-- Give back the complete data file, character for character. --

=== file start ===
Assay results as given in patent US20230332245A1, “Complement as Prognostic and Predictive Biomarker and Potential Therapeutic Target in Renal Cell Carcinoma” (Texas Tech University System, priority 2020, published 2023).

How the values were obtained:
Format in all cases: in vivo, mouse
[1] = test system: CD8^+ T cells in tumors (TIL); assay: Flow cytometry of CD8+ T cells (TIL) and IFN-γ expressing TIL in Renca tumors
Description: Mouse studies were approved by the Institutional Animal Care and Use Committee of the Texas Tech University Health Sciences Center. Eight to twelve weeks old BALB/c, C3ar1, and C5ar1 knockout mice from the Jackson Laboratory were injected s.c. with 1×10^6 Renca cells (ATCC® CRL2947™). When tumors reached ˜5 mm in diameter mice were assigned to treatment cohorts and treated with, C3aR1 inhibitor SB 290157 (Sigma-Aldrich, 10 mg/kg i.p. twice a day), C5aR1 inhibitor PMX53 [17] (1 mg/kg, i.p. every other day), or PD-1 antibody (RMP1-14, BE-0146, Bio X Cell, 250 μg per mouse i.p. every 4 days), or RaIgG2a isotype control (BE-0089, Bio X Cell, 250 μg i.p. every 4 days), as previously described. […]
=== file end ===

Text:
Assay results as given in patent US20230332245A1, “Complement as Prognostic and Predictive Biomarker and Potential Therapeutic Target in Renal Cell Carcinoma” (Texas Tech University System, priority 2020, published 2023).

How the values were obtained:
Format in all cases: in vivo, mouse
[1] = test system: CD8^+ T cells in tumors (TIL); assay: Flow cytometry of CD8+ T cells (TIL) and IFN-γ expressing TIL in Renca tumors
Description: Mouse studies were approved by the Institutional Animal Care and Use Committee of the Texas Tech University Health Sciences Center. Eight to twelve weeks old BALB/c, C3ar1, and C5ar1 knockout mice from the Jackson Laboratory were injected s.c. with 1×10^6 Renca cells (ATCC® CRL2947™). When tumors reached ˜5 mm in diameter mice were assigned to treatment cohorts and treated with, C3aR1 inhibitor SB 290157 (Sigma-Aldrich, 10 mg/kg i.p. twice a day), C5aR1 inhibitor PMX53 [17] (1 mg/kg, i.p. every other day), or PD-1 antibody (RMP1-14, BE-0146, Bio X Cell, 250 μg per mouse i.p. every 4 days), or RaIgG2a isotype control (BE-0089, Bio X Cell, 250 μg i.p. every 4 days), as previously described. […]